Big Life Issues:
Switching the "Payoff" from Suffering to Healing


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Big Life Issues



When I was struggling with panic disorder and agoraphobia (PDA), I used to call my best friend to "rescue" me.  He would talk to me and calm me down, or even drop what he was doing and rush over to be with me.

At a certain point, I realized that this was counter-productive.  It did calm me down, and it felt good that he cared, but there was a payoff each time I called him to rescue me from panic.  This payoff actually reinforced my PDA!

Starting to change this “payoff” was one of the most healing things I did.

First, I developed a list of things that I could do to calm myself down when I felt panicky.  These were things that I could do by myself.  For me, the most effective were the techniques I learned in cognitive-behavioral therapy (see “Mastering Panic”).  Before I learned my cognitive-behavioral techniques, some of my favorites were:

1)  "Belly Breathing"

2)  Aerobic exercise followed by a warm bath

3)  Writing in my journal

4)  Watching a favorite video

5)  Having a favorite snack 

6)  Drinking Chamomile tea.

Once I had a list of things I could do on my own, I started to shift the “payoff” from suffering to healing.  Now, when I felt panicky, instead of calling my friend to "talk me down” or “rescue” me, I chose some items from my list, and took as long as I needed to calm myself down.  

Then, I called my friend.  The conversation was very different.  Instead of it being a frantic cry for help, it was a story of my success in calming myself down.  I got reinforcement for having calmed myself down, not for having the panic.  I still got love and support from my friend, but in a way that reinforced my healing.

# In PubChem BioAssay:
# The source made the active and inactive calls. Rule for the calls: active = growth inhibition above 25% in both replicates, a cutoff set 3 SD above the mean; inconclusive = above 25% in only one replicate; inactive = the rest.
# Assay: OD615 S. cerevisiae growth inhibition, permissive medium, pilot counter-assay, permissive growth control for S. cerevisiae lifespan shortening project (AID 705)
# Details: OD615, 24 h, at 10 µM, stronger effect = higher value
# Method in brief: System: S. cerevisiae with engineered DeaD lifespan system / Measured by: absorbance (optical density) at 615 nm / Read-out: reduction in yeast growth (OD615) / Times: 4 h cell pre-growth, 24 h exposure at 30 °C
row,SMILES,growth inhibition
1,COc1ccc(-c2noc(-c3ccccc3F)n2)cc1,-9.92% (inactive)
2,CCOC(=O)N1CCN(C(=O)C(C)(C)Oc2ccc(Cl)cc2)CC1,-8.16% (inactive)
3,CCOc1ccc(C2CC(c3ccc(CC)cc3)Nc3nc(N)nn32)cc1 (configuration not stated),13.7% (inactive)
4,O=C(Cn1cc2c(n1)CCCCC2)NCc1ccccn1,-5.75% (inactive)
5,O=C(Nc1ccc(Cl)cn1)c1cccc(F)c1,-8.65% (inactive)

Here's how to switch the "payoff" from suffering to healing:  When you feel panic and an intense desire to call someone to "rescue" you, do something on your own to calm yourself down first.  Make a list of things to do ahead of time – it’s a lot easier to think of things when you're not in the middle of the panic.

What are some of the best ways to calm yourself down?  The key is to find things you can do on your own.  On this website, you will find a very powerful cognitive approach called  Mastering Panic”.

Once you have calmed down, then call your support person (your former “rescuer”) and share your success.  When you talk to him or her, don't give the panic “center stage”.  Give center stage to your success in calming yourself down.  The "payoff" is now a very healthy one, and it actually weakens the PDA, little by little.  And your support person will probably enjoy getting a call to hear about a success!

Talk to your support person ahead of time about your new strategy.  Give yourself the time to gradually shift the “payoff” from suffering to healing.  And give yourself credit for each step you take!

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